Trucking Risk and Insurance Podcast

Accident Preventability, How To Determine

March 18, 2022 John Farquhar & Chris Harris Season 2 Episode 21
Trucking Risk and Insurance Podcast
Accident Preventability, How To Determine
Show Notes Transcript

John is going deep into accident and crash preventability. How can this affect your profit?

John Farquhar
Summit Risk Solutions: summitrisksolutions.ca
1 226 802-2762
John@summitrisksolutions.ca
Linkedin: https://www.linkedin.com/in/john-farquhar-9b88771a2/?originalSubdomain=ca

Chris Harris
Safety Dawg Inc: safetydawg.com
Chris@SafetyDawg.com
1 905 973 7056
Linkedin: https://www.linkedin.com/company/3764255/admin/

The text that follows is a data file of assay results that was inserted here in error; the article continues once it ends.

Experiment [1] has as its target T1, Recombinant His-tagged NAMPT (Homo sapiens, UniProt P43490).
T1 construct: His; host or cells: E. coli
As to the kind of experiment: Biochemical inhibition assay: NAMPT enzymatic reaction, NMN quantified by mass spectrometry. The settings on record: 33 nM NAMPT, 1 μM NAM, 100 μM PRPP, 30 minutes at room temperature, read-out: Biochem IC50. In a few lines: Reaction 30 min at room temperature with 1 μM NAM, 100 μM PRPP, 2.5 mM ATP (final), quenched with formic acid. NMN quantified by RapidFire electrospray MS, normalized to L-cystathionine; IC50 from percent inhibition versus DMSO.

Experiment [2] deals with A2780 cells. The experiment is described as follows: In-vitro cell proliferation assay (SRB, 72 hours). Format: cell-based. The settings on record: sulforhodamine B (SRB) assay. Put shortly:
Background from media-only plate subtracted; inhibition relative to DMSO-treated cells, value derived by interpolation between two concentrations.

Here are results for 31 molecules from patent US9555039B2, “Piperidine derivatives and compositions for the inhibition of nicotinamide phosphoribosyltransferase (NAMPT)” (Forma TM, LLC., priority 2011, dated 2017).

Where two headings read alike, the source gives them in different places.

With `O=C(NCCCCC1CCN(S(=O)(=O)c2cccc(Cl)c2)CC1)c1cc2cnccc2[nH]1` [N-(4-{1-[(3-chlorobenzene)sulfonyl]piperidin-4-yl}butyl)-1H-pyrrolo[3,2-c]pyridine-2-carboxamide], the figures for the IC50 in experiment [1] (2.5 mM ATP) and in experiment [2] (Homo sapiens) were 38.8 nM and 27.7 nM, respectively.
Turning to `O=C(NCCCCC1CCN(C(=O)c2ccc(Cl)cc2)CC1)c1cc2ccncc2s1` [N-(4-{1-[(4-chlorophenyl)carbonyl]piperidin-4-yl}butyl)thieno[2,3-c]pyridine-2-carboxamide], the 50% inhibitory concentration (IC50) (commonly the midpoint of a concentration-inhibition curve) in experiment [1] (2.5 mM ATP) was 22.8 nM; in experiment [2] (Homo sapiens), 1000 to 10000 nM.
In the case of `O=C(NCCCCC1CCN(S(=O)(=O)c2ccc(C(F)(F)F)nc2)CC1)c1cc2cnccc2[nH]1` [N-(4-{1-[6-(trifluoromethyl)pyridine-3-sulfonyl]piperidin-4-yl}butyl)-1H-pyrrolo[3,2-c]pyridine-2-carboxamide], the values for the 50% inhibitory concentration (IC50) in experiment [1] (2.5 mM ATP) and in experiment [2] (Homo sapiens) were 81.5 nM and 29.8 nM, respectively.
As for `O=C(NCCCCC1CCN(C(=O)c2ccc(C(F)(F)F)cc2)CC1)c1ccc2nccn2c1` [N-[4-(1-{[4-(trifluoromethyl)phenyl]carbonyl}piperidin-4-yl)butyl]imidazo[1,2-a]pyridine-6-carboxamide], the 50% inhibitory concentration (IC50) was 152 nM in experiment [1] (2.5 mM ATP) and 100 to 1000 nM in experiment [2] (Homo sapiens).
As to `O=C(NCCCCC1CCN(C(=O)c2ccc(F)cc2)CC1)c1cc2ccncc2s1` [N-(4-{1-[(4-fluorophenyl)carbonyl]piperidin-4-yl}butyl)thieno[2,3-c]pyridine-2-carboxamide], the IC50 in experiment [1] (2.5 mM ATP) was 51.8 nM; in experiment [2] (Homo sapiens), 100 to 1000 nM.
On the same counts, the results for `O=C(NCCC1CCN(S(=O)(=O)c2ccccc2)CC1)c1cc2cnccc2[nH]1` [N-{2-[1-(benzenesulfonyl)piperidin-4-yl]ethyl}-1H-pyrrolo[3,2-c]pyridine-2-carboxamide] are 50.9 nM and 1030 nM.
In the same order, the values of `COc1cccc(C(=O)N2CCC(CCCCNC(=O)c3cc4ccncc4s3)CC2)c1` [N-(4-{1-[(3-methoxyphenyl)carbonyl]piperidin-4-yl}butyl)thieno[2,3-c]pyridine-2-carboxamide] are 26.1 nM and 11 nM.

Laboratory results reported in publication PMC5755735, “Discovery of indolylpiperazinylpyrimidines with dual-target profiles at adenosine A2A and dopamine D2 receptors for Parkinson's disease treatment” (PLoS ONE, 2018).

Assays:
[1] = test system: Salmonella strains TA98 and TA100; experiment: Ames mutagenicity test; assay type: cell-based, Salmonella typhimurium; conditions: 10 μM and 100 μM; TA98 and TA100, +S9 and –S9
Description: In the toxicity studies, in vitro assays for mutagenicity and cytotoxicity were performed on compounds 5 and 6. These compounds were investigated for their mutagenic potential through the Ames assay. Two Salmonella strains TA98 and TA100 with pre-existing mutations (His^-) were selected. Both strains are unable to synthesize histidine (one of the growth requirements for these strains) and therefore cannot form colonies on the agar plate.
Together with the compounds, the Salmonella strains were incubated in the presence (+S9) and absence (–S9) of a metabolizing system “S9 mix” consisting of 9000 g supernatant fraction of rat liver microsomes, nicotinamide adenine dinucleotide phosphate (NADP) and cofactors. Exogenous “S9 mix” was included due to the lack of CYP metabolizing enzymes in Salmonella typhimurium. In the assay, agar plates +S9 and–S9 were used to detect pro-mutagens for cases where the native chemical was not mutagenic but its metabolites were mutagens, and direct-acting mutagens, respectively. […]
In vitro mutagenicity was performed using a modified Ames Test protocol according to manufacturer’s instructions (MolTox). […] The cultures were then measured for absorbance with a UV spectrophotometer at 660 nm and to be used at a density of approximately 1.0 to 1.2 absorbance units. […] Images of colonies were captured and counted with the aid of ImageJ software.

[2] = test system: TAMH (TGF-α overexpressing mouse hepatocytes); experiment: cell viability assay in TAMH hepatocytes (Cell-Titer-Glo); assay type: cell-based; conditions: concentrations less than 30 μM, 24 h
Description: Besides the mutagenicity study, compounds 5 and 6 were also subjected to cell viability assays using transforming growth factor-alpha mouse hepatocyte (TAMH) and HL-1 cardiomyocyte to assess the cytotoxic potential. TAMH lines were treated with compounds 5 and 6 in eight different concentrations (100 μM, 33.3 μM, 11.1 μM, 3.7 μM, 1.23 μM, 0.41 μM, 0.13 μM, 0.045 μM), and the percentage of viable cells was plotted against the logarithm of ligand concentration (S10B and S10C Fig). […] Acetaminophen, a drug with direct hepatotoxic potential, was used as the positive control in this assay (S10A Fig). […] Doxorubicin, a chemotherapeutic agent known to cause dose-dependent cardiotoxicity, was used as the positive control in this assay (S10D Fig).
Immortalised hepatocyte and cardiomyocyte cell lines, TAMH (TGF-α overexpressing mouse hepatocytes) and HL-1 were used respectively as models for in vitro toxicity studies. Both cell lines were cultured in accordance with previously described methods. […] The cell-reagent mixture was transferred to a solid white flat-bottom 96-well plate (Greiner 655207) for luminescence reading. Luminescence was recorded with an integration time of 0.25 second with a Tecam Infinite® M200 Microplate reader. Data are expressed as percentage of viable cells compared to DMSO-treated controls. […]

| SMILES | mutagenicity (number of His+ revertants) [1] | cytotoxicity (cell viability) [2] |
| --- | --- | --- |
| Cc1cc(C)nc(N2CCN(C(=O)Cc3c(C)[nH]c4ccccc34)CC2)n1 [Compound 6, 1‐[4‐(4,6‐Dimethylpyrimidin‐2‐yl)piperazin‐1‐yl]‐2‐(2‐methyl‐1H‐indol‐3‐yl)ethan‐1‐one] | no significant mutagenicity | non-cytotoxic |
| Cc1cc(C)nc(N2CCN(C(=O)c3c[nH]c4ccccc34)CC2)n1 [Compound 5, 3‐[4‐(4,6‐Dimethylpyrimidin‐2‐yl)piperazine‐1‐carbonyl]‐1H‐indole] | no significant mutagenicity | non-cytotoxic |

If you are a carrier that stays within the 160 kilometer radius, you've got to look into ready. Check that's R E a D Y C H E k.com. They offer a system where it makes it easier for the drivers to do their vehicle inspections, record them, notify you, and they even get to record the hours of service. Check it out@readychek.com. That's ready. check.com and use promo code S D 22. And you'll get a free one month. So SD 22. If you want to check them out. Now let's get into the episode. Hey, welcome to the trucking risk and insurance podcast, where John Farquhar and I, your hosts, we talk about, and we get guests on different shows this week. Our topic is accident preventability and you want to stick around because I think the key to this is how does it affect your profitability? So you're going to do some work to determine if the accident is preventable, but why? And it's because it hits your bottom line. So with that, let's get John. My co-host in here a good morning, Johnny. Good morning, Chris. How's life going over there and the big Hamilton smoke town. Well, it's, it's awesome. I haven't been out well. I got outside this morning, obviously, but I haven't been outside. You're talking about the beautiful weather. I don't have a window. I'll go inside. As soon as we're finished, I'm heading outside. There you go. Perfect. Sounds like a plan. All right, John, you wanted to talk about accident preventability or crash preventability Yup. Yup. Why is this important? Well, you know what happened in what you and I do for a living and helping motor carriers kind of manage their risk? One of the things that, you know, usually ties in here is crashes. And, you know, we talk about trucking risk and then insurance. Well, what do insurance companies do? They insure you in the event of a crash. So, but one of the challenges we have to do is we have to figure out how to not to have crashes. So that way we can manage our premiums, cyber insurance policy to try and keep some of that money in our genes and not give it away to everybody. So this becomes the challenge with a lot of motor carriers is trying to figure out, well, what's this preventability thing. How do I determine preventability? I just thought, you know, it was at fault, not at fault, what's this preventability stuff you're talking about. Let's spend a minute and talk about the difference between preventability that fault. Cause I think that's, yes, that is key because you mentioned Hey insurance, but, and well, I shouldn't say, but, and the insurance companies are largely worried about, are we at fault, but what's the difference between asphalt and preventability? So, so at fault is, you know, where you as a driver, do something incorrect and your driving performance and you cause a crash, you know? So something as simple as, you know what, making a lane change, I changed lanes and hit the car to my right. I didn't bother looking and I just boom away. I went and oh my gosh, now I'm at fault for causing this incident and causing all this damage. So there's a, an example of an at fault situation. So now you could have the same situation, you're in one lane, current in the lane to your right, but they come in to you. Right. So that would mean I'm not at fault, so, okay. I'm off the hook. Well, not necessarily because is there something you could have done to possibly prevent that incident from happening? Right. And that's what we want to kind of look at. Okay. So, and you're, you're absolutely right. You, you remind me of the story. When I had a crash as a truck driver and I got this preventability letter from the safety department, and of course I immediately ran down to the safety department, all angry because they said my crash was preventable and my words were preventable. You didn't read my report, obviously, because that wasn't my fault. And the safety manager said, no, no, Chris, we're not talking about fault here. You didn't. And that's when they explained preventability to me. So to truck drivers out there, please understand preventable. And that fault are two different things. Totally two different things. And the story just really quick, he told me, he said, Hey, Chris, you're, you're approaching an intersection. And the light ahead of you is, is red. But with all of your experience, you know, by the time you get there, it's going to be green. And sure enough, by the time you get there, it's green and you enter the intersection only to be T-boned by somebody running the red light. Absolutely not your fault. You had the green light, we got dash cam video to show you had the green light, but was it preventable? And of course in that case, it is preventable because I didn't slow down. I didn't look both ways before entering the intersection. I didn't do everything that a reasonable truck driver, a professional truck driver should have done before entering the intersection. So it a preventable crash, but not in a fault crash. And why is that so damn important to the insurance industry? Well, because there's opportunity to learn. We can with preventability, we can learn what we could do differently in the future so that we don't have those types of crashes or those crashes at all in the future. You know, you, you you'd hit the nail on the head. When you said that as a driver, we're a professional driver. So as a professional driver, we're held to a much higher standard than the public drivers are, right? The private drivers. So the courts are looking at this, the insurance providers are looking at this, that we have the training. We should be having the training. We should be receiving the training to help us become that professional driver and hone our skills that we are better than anybody else on the road. So as a commercial professional commercial driver, we're held to a higher standard. So when it, when it comes to at fault, not at fault, we should really not be having any at fault claims. So we should be able to learn how to prevent future claims because of our skills, our training, and the ability that we have gained over the years and the education of being a better, better driver. Well, and not the drivers held to a higher level of responsibility. And I just want to stress. So as the company, because the company is the one that's supposed to, and we could do another whole show, one truck driver training or the lack thereof, but you're supposed to be the law says, and this is what carriers don't sometimes understand. The law says occupational health and safety law. And that type of stuff says you are supposed to be training your employees and your operators continuously. And so many trucking companies fail. However, that's not today's topic. We won't go down that rabbit hole. We're talking about accident, crash preventability and why it's so damned important. So you're telling me, we got to analyze our crashes. Is this what you're leading to? Exactly. Exactly. Yes. Analysis. That's what we want to do. So you've got, yeah. And now there's a big word for you. Yes. So, and, and, and, and the challenge is, is trying not to get what we call paralysis by analysis. That can be a problem. And so, oh, geez. Chad likes her hats. This is good. They're not ready. Check green chat, but they're, they're trip blue. So a lot of carriers do a pretty decent job at gathering crash data. So, you know, we've had a crash, we're taking the phone call from the driver, we're getting some information from the driver data information, and then the drivers taking pictures of the scene and the vehicles and stuff like that. And then they'll come back, fill out an incident form, provide some more details. And then all this information is going to be shared with the insurance company. It'll go to the claims department and basically deal with the claim, file the claim and whatnot. And that's got about it. That's where a lot of motor carriers stop. You know, the safety departments aren't going any further to analyze that incident. So in today's day, we have lots of great telematics data coming from the vehicle dash camera footage coming from the vehicle. So there's all this electronic data that I'll give credit to the companies for putting these things into play. But they're not realizing that this data can also help them to analyze the crash for preventability purposes. Yeah, absolutely. And I think that's huge because of course, if you're involved in a serious enough crash that your insurance company's got to settle it, they're going to be looking at all of this stuff, telematics that, and the dash cam data. And even if you are not at fault through this legal term, when we should do it, we, we got to get a lawyer on the show one day to talk about joint and several legal liability through joint and several legal liability, your insurance policy, a hundred percent of your insurance policy could be at risk, even in a crash that you're not at fault. Right. Right. So, and then God forbid it gets to the courts because now the courts can spin it on you and go, yeah, the driver wasn't at fault for that incident, but he could have prevented it from happening. So the driver who is that professional commercial operator, didn't do what he should have done to prevent the incident from happening. Well, you can't prevent an incident from happening if you don't know what it is, you didn't write. Right. Or you did wrong. And that becomes the challenge. So, you know, Hey, I wasn't at fault from the crash. And a lot of times the buck stops there and it's like, no, no, no, no. There's so much more we should do to determine, was it preventable? What can we learn from this opportunity to prevent this from happening with our other drivers? So now it creates training opportunities. How do we determine preventability John? What's the process we've talked about it, but Yep. So, so, so the analysis portion of it is, is gathering all this data, you know, get the boardroom table out, get your collision review committee. And if you don't have a collision review committee develop one, and it's pretty easy. It's people from within your organization, it could be your dish. One of your dispatchers, a maintenance manager, the safety manager by all means maybe the secretary that runs the front desk and answers a phone. And Hey, let's bring in a driver or an owner operator for good measure. Okay. And bring these folks together. And what you do is you get different looks at the incident from DNI balls. And I always like to say, people will go, well, why am I bringing the reception? And she knows nothing about trucking. Exactly. She's looking at it from a car driver perspective. So she's going to be able to give an insight that other people are going to go, oh, I hadn't thought of that. That's a great idea. You know, so having these people around the boardroom table to start looking at the data and we start looking at, okay, well, what was the environment of the crash that day? What was the weather like? What was the road layout? What was the road texture? How fast was the driver going? So now we bring in the telematics data, the vehicle, you know, at what point during the crash that he applied the brakes, you know, we can even measure was the signal light on at the time, was he looking to make a lane change or not using the dash cam footage? So all this great information to analyze that crash, to go, what really happened at that incident? What was going on? Plus you have the report from the driver. So with that information, we're able to kind of go, okay, well, we can see more about what happened and maybe why it happened. So the trick is we want to start to document our findings. We want to be able to create a report per se. And that's where this tool comes in, that you and I were talking about this morning. So I like to use the acronym, CV, Pam C V P a. I was just going to say who you call on a tool, but we'll let that one go. The two of us could be monkey wrenches, but keep them in monkey wrenches or usable or use it very useful. Cause we're adjustable anyway. But so the CV, Pam, the long name for it is commercial vehicle preventable accident manual. And He said that I need to go for a bologna sandwich now. Cause I'm hungry after saying all that I'm just wore out. So anyway, but this is a, a manual, a document, a tool that was created in conjunction with the U S D O T back in the nineties. So these, these very smart doctors were brought together to develop a product that would help to determine preventability in a situation of a crash. And, and this manual looks at multiple various types of crashes, you know, right turn, I hit a vehicle left turn. I hit a vehicle intersection following too close sideswipe, Jack knife, you know, roll over all these neat different types of graduates that we have. So in the manual and we'll bring up a page and demonstrate kind of a little bit how it works, but in the manual, there's probably a crash. That'll fit everything that's out there. You know? And, and I've shared this with all kinds of customers to kind of help them in their role of determining preventability. So Once We've determined printable, Before we go on and you're still willing to share it, right? John, john@summitrisksolutions.com John@summitrisksolutions.ca. So you can get a copy of this. You can email either one of us, but certainly Johnny the guru on this one. So I kind of default to Johnny. Nope, no problem. No problem. So yeah, so, so, so the trick is using this document to help you to determine was the incident preventable or not, but the next steps are okay, we've determined is preventable. Now what, wow. Guess what? This tool provides a second manual that goes with it. That talks about countermeasures. What do we now do to countermeasure to prevent this from happening in the future? And that's where we bring in the fact of extra training. I got a question for you. I mean, I'm getting mad as you're talking about this now, because you've never shared this with me before. What the hell out of a friend is this? I'm sorry. I, I just, yeah, it kinda sits in my, in my list of tools, but unfortunately it's one of those unknown little deals that, that, that kind of doesn't get used all the time. But I have to admit this past three weeks, I've seen so many clients where this tool has come in and said, you need to be implementing this into your programs. Right? And, and the only reason I see the use of this is when I go to see a client that their losses are off the chart, the frequency is high, their severity is very high. And then usually I dig in and start finding out, well, what are you not doing? Why are your losses off the chart? And then you start to find out they're not analyzing the losses. They're not trending. They're not looking at root cause and whatnot. So this tool will help in those Derek. And that's where it kind of come up. And I said, I thought my head, I thought, you know what? I need to share this with Chris. And we should do a podcast about it. So here we are In John's Company and yeah, exactly. If you're a good company and not having a lot of losses, you're already implementing something like this and this isn't new by any means. This has been around since the nineties and a lot of companies, a lot of companies may already be using this. So this is where those guys that are doing a good job have probably already got a review process in here. So, And there, Chad says he can't share everything on the first day, but you know, I'm glad I said, And this is Chad from ready check by the way. But you know, glad you said first day and not first date. Thank you. I just about misread that John and I were friends, but There are limits a long time now. We're not sure our wives are jealous at all by any means. So they're like, know, go, go play with your little friends. Are you going to share your screen? Yeah. So let's, let's, let's kind of bring this up. Let's let's do a little share here Because we practiced this before the, the thing to make sure that John knew exactly. Well, I knew what I was doing here so that I could make sure that Chris, Chris could do what he was doing. And I went and buggered it up. John, see what happens. Even practice does not always make perfect. There we go. There we go. Show up. So, so what this is, this is just one of the worksheets within this, this document. So this is a WSI, here's the, here's the title page of this introduction to the commercial vehicle, preventable accident, manual worksheet supplement. So, so I'm not going to get into all the details of it right now, other than we're, we're kind of wanting to, let's just kind of walk through and show how this, this tool will work. So let, let's just say we had a, a right squeeze incident here. So you'll see the picture up on the top, right? This is Ws nine. So worksheet nine, and this is showing a picture of a truck that's making a right-hand turn vehicles come up and squeezed into his right-hand side. And they've obviously made contact and had an incident. So the question being is this preventable, and I know a lot of people would go, well, no, it's, it's, it's not preventable because that guy squeezed up on my right. And there's no way I could have stopped it. I'm not at fault for it. Cause he got in there and it's like, well, you know what? You might not be at fault, but there's, there's a few things that we can, we can definitely look at here that can determine preventability a little bit better. I know I'm not on the screen right now, but it is a hundred percent preventable. Yes, exactly. So I'm going to, I'm going to zoom in here a little bit so we can see so interesting of this, this sheet is, is full of all kinds of information and check boxes. Okay. So you can kind of go through which one of these now this is, yes. It's still on paper. This is a PDF document. I have not found this in electronic format at all. Chad, I wish it was. Maybe I could access somebody like yourself that could help us turn it into an electronic tool. Like an Excel spreadsheet would be awesome. Anyway. So I just want to kind of show you some interesting things that within this document you will see that there is some bold or a little darker text. Okay. And this text actually applies to this particular worksheet. Okay. So little, little sideswipe in a turning situation. So there's no problem. Continue on. Ah, there you go. Yep. So, so in this case here, it's pointing out for four different line items here that go failure to use your mirrors, failure, to scan spaces to the side, failure, to block the area to the right and failure to use your turn signals. So these are possibilities of what maybe didn't happen during that situation, which would have helped us prevent this from happening. So, you know, this is where the analysis portion goes through to go, okay, well, let's find out what's this signal on, you know, do we have any evidence that his signal was on? Do we have any telematics data to say what speed he was going, what lane he was in at the time, was he able to block the lane and stuff along that line? Now, from there we take, and we go over to the right-hand column here, which is called our countermeasures and same thing here, it's already bolded. Some countermeasures measures that it says would be helpful in addressing these situations. So in this case, we look at some defensive driving right away, turning left and right using and changing lanes. So cool. Maybe we've gone through this, we've ticked off a couple of these and we found out yep. You know what? We could have done a better job at blocking the area to the right hand side. And maybe the driver didn't have his turn signal on until he was ready to turn not ahead of time. So I didn't let that car know to us. Right. So all of a sudden we might have a couple items, so perfect enough. We've got some opportunity we can document down at the bottom of the page here and make some notes who it was investigated by. And the date now let's have a little fun because the next page talks about the counter measures. This is where we go into the countermeasures. So this is the other document. And here we bring up the right turn squeeze. I've never seen this before Johnny. And I'm telling you, this is from a safety and a compliance point of view from preventing future crashes. This is huge. Oh, it is. It is. And, and, and the sad part is this is no longer in publication. The U S D O T does not have it on their website anymore. The company that designed it is down at the bottom here, the page trial dine incorporated does not, does not produce it anymore. I believe you can buy a copy of it through JJ Keller, but they really don't promote it very well. It's unfortunate because this has really got some good information in it. And it's still all relevant today. You know, technology hasn't changed anything as to how our driver behaviors work and how we operate a commercial motor vehicle. So that's where this has really cool. Yeah. And, and I liked Chad's idea of an electronic document. I don't think in the coming weeks, I bet you, I could turn this into an electronic checkbox type format. It would be neat. Maybe Chad wants to work with us. Co-develop And I look at what Chad's saying now. All right. And this is great stuff, John. I agree. I, as I say, I'm ashamed that I didn't even know about it. Well, you know what, don't don't feel bad cause there's a lot of people that don't know about it, unfortunately, you know, and, and I'm trying to find it as a challenge. You know, I, I scoured the internet. I knew of this document back probably 10 years ago, 10, 15, 10, 12 years ago. And I didn't know where it was because I didn't have an old copy of it or anything like that. And, and then just a couple of years ago, I was able to track down one on the internet and it was, it's a PDF copy. And it just happened to be floating around there somewhere, to be honest with you. And then what I did is I, I, I kept it and then I scanned it or not scanned it, sorry I printed it. And I created a bound manual for it. So at least I'd have the, the original aspect in case anything ever happened. So, so let's carry on with the countermeasures. Yeah. I was just going to say, we we've only got a few minutes left trying to keep it relatively close to our 30 minute timeline, but don't forget the timer on the screen that you can see add two minutes to it. So we still got time here. Yes. Cool. Perfect. Okay. So what, I will just take two of these just to give you an example. So in this case here, we're looking at four different countermeasures here. So turning left and right. Defensive driving right away using and changing lanes. So now this is the countermeasure manual. So now what we want to do is we want to go to each of these countermeasures to see how they would apply and what training we could do. So in the case of , we would go down to it. It is on page 22, 2 2 2 2, Holy smokes. So it gives you the, the documentation for each countermeasure. Exactly what that counter measure means. Is that what you're showing us? Yeah, exactly. Exactly. So here we go. <em></em> defensive driving. So let me just kind of back out a little bit so we can see the whole document. All right. So it shows that picture again, of us turning, right, right. And crowding the vehicle to our right countermeasures, the objective to prevent accidents by trying to anticipate hazardous situations and adjusting driver behavior to compensate whoa, adjusting driver behavior to compensate. They were using this terminology back in the nineties. We talk about it. Like it's something new It's There. So, so the description, the defensive driver tries to recognize potential hazard situation sufficiently in advance to allow time safely maneuver past them. The defensive driver assumes that other drivers may make mistakes and is on guard in the event, an error is made the defensive drivers searches ahead of what is immediately in front to have advanced warning of approaching hazards. This goes right back to what we talk about. Being that professional driver being held to a higher standard, you need to be aware of this before it ever happens. And before you ever get into the situation you need to be going, Hey, how do we make sure I don't get in a situation coming up here? I'm going to turn right at this light. And I need to swing far left to get around the corner. So we need to be aware of so opportunity here is questions for management. Do you periodically have a qualified person right along with drivers to evaluate their defensive driving habits? Notice here, it said questions for management, not drivers, it's management management. What are you doing to train the drivers and evaluate the drivers? Right? So a drivers recognize a common situation such as crossing intersection center, expressways and stopping can be hazardous. Do they know this? So this is where you get to take this stuff. And now you can create training for corrective actions, preventability actions and whatnot. Then we get down into driving tips and we talk about learning to recognize driving situations that can be hazardous. Assume other drivers will make errors, adjust your speed, scan ahead. You know, this is where the training now comes in to go, okay, how do I prevent this right here? It just laid out the map work to say, if you do these things here, this will help your drivers to prevent this from happening. Damn. And you know, my mind is just churning here, Johnny, because you know, I've got my five minutes safety videos, and I always struggle for new topics. And I bet you, I can go through here and come up with a couple of hundred new topics. Oh yes. Easily. Easily. Yup. Yeah. Little tips and tricks about how to, you know, here's some perfect examples. So yeah. So this, so this, this topic in particular showed us four different countermeasures, right? <em></em> well, there's be two. And then if we scroll down, we'll find, we'll find, be a tier or be six. There you go be six. And then two more down, you got be eight, right? So all this ties in. So you would look at each one of these countermeasures to say, how does it apply to the situation we had happened? And then how can we put training into place? And an opportunity is there's training out there already. So a lot of times we may not have to reinvent the wheel to put in training to prevent future incidents. Yeah. Whoops, to me, I think that's huge. Sorry. I, I changed screens there. I didn't know. I'm not in control any longer. Well, come on back. Let's go. Oh there. Okay. So now you've changed the back and I will go, oh, look at that. And I missing. So I, there we go back. I think that's huge though, John, I didn't realize there was such a document out there and I know you're sending it, sending it to me. I've already sent it to me. And if our listeners and viewers want to copy it is john@summitrisksolutionsdotcaigotitrightthistime.ca And then don't be afraid to reach out to chris@safetydog.com. And he's got a copy. He'll share with you. And I do it. It's just my mind's going about new training videos. My mind is just , you know, so Hey, and for anybody that's listening, training videos, the dog speaks is what it's called. And you can find some of them. I think I got some on YouTube, but mostly it is a paid subscription type thing I like are, are, you know, one of my favorite suppliers is carriers edge of good trucking on training videos. I'll give a shout out to carriers edge. My videos are not nearly as sophisticated and well slicked up. I'll not select up well produced would be the right term, but it is a truck driver talking to truck drivers kind of simple. Exactly. Exactly. Which can be very helpful when you have that conversation to help guys better understand what's going on. Yeah. Yeah. I mean, and I try to keep the video short, but Johnny accident preventability I don't know if I bought that. So you've got this, you've got it available. You'll email it to anybody who wants to give you a shout at John at S what's your company again, a safe summit revert Resolutions. All right. So email Johnny, he'll give you a copy. All right. And of course, And one of the things that we, one of the things we also do is if you're looking for assistance in how to sit down and create an analysis process, that's something that we do. I come out, I mentor your people in your team to sit down and we'll look at right from scratch of an incident. We'll look at, we'll start to determine the root cause of a root cause of that incident. We'll analyze that portion. Then we'll start trending your crashes over a certain period of time. So you can see what's going on there. And then we bring in the preventability manual so that we can look at what can we do to prevent this. And then one of the other things I like to throw out there is a loss lessons, right? We create a message system where we can get this out to all the other drivers, to be able to say, Hey, we're want to help you prevent having an incident in the future. So because usually nine times out of 10, when you have a guy that has a rollover, well, you know what? It just costs us maybe half a million dollars. Well, that's a half a million dollars where the training, you just spent on that driver and the likelihood of him having another rollover pretty low, but we can't predict the other drivers. So we want to get that message to the other drivers. So I think the key that I heard from you is, first of all, you want to analyze each individual crash and which may result in individual training for each driver, but then correct. You want to analyze the fleet and all of your crashes to look at some trends. And then you can have some fleet wide training programs to address some of the trends individually. That's it Exactly. Well, one last thing you had it in the beginning. When you talked about what's this going to provide us all in the end and you thought you'd mentioned profitability, and that comes in in the eyes of, Hey, if I can prevent these future incidents from happening, I'm going to lower my crash ratio. I'm going to improve my loss runs with regards to my premiums, which is going to end up putting in more pocket, more money in my pocket because I'll have less crashes means less deductibles, less deductibles means my loss run looks better, which is going to help me manage my premiums on my insurance. I was going to say, and it's all about premiums. I mean, the companies can afford so many deductibles, but the big hurt is always the premium. So if you want to be more profitable, you've got to analyze your crash data and then do some training and Hey, you might want to bring John or I in to help you analyze it. But also John and I both do driver training. So if you want a, let's do a quick add here. If you want to have somebody come out and speak to your drivers, invite John Mariah to come out. Right? So that's something that John, that was a great episode. Thanks so much. And like, I'm ashamed to say, I didn't, hadn't seen this before and you've got my mind kind of blowing in my mind is turning. And I think Chad is also thinking along similar lines. How can Chad use this? Chad has a great product out there at radio check, and I'm sure he's thinking, Hey, maybe I can roll this into anyways. I don't know what Chad's thinking, but I appreciate him. Appreciate Chad from ready check for coming on and Right. Is that By the way? Oh, we just, we looked so good. Looking here with these hats. I'm telling you, just like, keep an eye out for us. We're going to be a truck world. We're going to be walking around, showing off our new hats. So, Yeah. And I'm glad you mentioned that truck world is coming up in April. He live event human beings, walking elbow to elbow. And I haven't determined yet whether I'm going to wear my mask for truck roll. I I'm still going like this. You know, when do I stop wearing a mask? Damn, most people would have preferred if I wear a mask just to cover up this plus. But you know, Hey, That's a different thing altogether, Johnny. I want to thank you. That was a great episode, Chad. Sorry. Chad just said exactly. Chris. Exactly. Chris. What? Which part? What are you agreeing with Chad? I read my mind. Yes. I think we're ready to get rid of the masks. Yes. Oh, well, I'm not sure if he's talking about that or if he's talking about how he can possibly use the accident. Preventability determination. Sorry. In along with ready check. Can we win one? Oh, Hey there. You know, contest that Chad brings up an interesting idea. There. Should we run a contest one day and, and oh, ready. Chuck is going to be there. Ready? Check us out. The truck world. You got a booth Chason. Awesome. And if you have a booth, do you know your booth number? Because I think people should check the air Podcast. Now. That was funny. Oh, I don't know what he said. We have a delay. Me Twitter conversation. We're not sure what you're talking about. We're totally funny. We have no idea what we're funny about though. Yeah, we do a rock. We'll have to have, yeah, we'll have to have a chat with Chad later here. We'll get caught up on all this banter. 'cause we got to wrap it up here. We're almost hitting like 35 minutes. Oh my God. Yeah, there you go. People got to go have their tea and I need a bologna sandwich after all that that's for me out. Oh, that was beautiful. Johnny. I gotta thank you for that because I learned so much. And with that, let's bring it up and conclude it. If you are getting valued, let me see if, oh, Chad's going to be there. He doesn't have a booth, but if you're getting value from this, I do like, and comment and leave us your thoughts and reach out to John, John. And I'll put, obviously in the show notes down below John's email address is there john@summitrisksolutions.ca and he will help you out with this accident preventability stuff. And I just want to say thanks to Johnny Mike host, because that was awesome. I always learned something on these shows, but I learned a hell of a lot today, which is really good. So I got to thank my partner, John Johnny, let me just bring you back in here so we can say, or a dues, a, a group buys or, you know, Hey, it's a weekend. Cool. Have a great weekend, everybody. And you too, Chris. Enjoy. All right. Thanks buddy. We'll talk soon. Have a great weekend, everybody. That's it for this week. Trucking risk and insurance podcast. We're out of here.